My interest in photography started because of two entirely different events but both were key in developing my interest in the subject.
The first was the purchase of my first camera, a 126 format Hanimex 88x and the second was a 1979 BBC film about Vietnam war photographer Tim Page that was aired one afternoon when i was off school sick.
The Hanimex camera offered the technical start i needed but the Vietnam images shown on the TV introduced me to a new type of photography that was visually powerful and instantly the photography and the photographer's stories fascinated me.
Vietnam produced many great photo-journalists like Tim Page, Henri Huet and Philip Jones Griffiths. The war, however, took its toll on the press with 135 photographers dying during the conflict. One such photographer was Larry Burrows who I regard as one of the best Vietnam war photographers. Maybe even THE best !
Burrows started out as a tea boy at LIFE magazine's photo lab in 1942 and finally became a working photographer in 1945. By the early 1960's, Larry was working in Vietnam where US miltary advisors were involved helping the South Vietnamese fight the Vietcong.
Larry's experiences during the war altered his attitude towards the US involvement in Vietnam but his photography remained true to its subjects; politics aside, the bravery of the troops was always admired but Larry would be quick to point out military mistakes.
His greatest piece of work, and one i would recommend to any student of photojournalism to study, is One ride with Yankee Papa 13 which follows a crew member of a helicopter rescueing a downed US pilot. The crew, during a flight to drop off a group of soldiers, successfully rescue one of the downed helicopter pilots shot down during the mission, but his wounds are so severe that he dies and the frustration felt by the crew of the helicopter at the loss of life suffered that day is clearly shown in the images. The pictures were published in LIFE Magazine in April 1965.
Although Larry Burrows will always be connected with the Vietnam war, he did actually photograph other conflicts and news events around the world including India, the Middle East and The Congo. It was while in India on assignment that Larry learned of the invasion of Laos by south Vietnam and it was to the war that his name will always be connected that he returned one final time.
Larry Burrows was killed in February 1971 when the helicopter he was travelling in, was shot down after becoming lost.Three other photographers including Henri Huet, another veteran photographer of the war, were killed.
The loss of the helicopter saw the beginning of the end of the golden era for the photojournalist in Vietnam as it became increasingly more and more difficult to operate. By 1971, the US military refused to transport the press making transportation to the stories difficult. After the US pulled its remaining troops out in 1973, Vietnam became a war that most people wanted to forget and it remained like that until Saigon fell to the communists in 1975.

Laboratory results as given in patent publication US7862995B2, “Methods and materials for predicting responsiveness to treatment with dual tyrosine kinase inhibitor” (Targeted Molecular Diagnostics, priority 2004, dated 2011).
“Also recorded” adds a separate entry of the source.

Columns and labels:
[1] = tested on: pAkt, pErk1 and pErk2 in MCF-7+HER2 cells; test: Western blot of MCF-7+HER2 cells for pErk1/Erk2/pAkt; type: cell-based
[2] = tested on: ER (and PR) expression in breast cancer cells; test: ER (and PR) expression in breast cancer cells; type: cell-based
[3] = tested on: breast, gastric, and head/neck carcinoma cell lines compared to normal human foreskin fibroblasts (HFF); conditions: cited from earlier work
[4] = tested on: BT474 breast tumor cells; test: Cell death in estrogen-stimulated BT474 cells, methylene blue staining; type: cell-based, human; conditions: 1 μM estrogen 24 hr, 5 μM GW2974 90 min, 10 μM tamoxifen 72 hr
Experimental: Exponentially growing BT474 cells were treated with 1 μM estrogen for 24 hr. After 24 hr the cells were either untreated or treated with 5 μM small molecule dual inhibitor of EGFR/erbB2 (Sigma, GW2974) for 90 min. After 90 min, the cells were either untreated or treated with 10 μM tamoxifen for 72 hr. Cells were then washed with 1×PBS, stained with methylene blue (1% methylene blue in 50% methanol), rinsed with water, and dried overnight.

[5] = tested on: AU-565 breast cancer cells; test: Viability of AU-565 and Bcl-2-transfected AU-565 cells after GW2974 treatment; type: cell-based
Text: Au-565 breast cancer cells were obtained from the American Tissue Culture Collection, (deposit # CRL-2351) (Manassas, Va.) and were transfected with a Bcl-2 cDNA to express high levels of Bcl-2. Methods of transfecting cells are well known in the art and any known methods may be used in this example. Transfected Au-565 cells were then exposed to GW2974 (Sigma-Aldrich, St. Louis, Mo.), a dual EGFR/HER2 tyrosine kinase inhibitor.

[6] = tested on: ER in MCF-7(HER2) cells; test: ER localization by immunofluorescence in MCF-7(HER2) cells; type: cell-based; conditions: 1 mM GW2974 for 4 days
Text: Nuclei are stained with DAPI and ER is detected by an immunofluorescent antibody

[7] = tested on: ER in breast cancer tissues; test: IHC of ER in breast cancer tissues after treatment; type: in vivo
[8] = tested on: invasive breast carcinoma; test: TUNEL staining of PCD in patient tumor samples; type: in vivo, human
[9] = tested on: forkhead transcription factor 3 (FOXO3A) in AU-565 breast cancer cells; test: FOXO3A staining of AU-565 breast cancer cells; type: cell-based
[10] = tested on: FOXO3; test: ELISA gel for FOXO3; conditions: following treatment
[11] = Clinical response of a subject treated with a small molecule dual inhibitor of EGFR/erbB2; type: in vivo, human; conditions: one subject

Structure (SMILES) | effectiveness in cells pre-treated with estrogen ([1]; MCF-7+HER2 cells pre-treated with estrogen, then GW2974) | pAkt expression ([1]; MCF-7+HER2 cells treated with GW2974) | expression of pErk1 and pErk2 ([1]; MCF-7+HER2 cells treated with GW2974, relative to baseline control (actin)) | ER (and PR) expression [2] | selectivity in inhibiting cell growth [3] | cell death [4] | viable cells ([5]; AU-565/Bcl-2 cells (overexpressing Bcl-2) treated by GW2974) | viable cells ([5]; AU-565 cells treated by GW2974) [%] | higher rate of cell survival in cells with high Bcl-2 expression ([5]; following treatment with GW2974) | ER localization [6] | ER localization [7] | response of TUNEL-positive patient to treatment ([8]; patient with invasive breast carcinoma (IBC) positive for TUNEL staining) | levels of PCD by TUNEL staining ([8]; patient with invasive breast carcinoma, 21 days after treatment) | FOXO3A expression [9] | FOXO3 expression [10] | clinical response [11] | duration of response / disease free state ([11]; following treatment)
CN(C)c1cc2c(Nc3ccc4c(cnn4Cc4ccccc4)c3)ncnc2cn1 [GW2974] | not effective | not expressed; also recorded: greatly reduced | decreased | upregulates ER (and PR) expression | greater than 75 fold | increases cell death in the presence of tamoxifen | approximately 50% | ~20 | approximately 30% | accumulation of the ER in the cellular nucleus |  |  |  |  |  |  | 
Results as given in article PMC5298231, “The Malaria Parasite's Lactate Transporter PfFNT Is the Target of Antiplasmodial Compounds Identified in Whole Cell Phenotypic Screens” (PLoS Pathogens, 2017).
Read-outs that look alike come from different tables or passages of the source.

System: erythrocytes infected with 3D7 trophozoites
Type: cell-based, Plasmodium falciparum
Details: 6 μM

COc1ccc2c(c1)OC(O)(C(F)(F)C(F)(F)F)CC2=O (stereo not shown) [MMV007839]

Vietnam was the last war where the press had true freedom of movement and expression. Most conflicts since Vietnam have been carefully stage managed by the military power involved. The US realised far too late the power that the photographic image could have over the folks back home. The mistakes concerning the handling of the media during Vietnam were noted by governments around the world and the media found itself under tight control during the conflicts that followed Vietnam. After three decades of carefully stage-managed conflicts, modern media like the internet and digital photography, is starting to make it increasingly tougher for governments to control the message with bloggers and video diarists using the web to publicise the stories. Just look for the various blogs that cover the Iraq conflict to see how just about anyone can be a photojournalist in the 21st century.
A book of Larry's work called Larry Burrows: Vietnam is available to buy from Amazon and other retailers.
Visit an online gallery of Larry Burrows work at: http://digitaljournalist.org/issue0302/lb_intro.html
Top and middle images by Larry Burrows
Bottom image by Sergio Ortiz
F-102 jets with their afterburners alight on a dawn bombing mission along the Vietnamese coast, 1966 .
This image appeared on the front cover of LIFE magazine in February 1966 , one of 15 cover images Larry achieved over a ten year span from 1958 - 1968.
Middle image :
Coming into the landing zone, Farley returns fire. Burrows triggered a motor-driven Nikon with 21mm lens by remote cable as he crouched out of sight behind Farley. Mounted only three inches from the M-60's muzzle, after eleven missions over six days the front of his lens shook loose and fell.
Photographers Larry Burrows (centre), Henri Huet, Keisaburo Shimamoto and Kent Potter in a helicopter minutes before it was shot down over Laos in February, 1971. There were no survivors.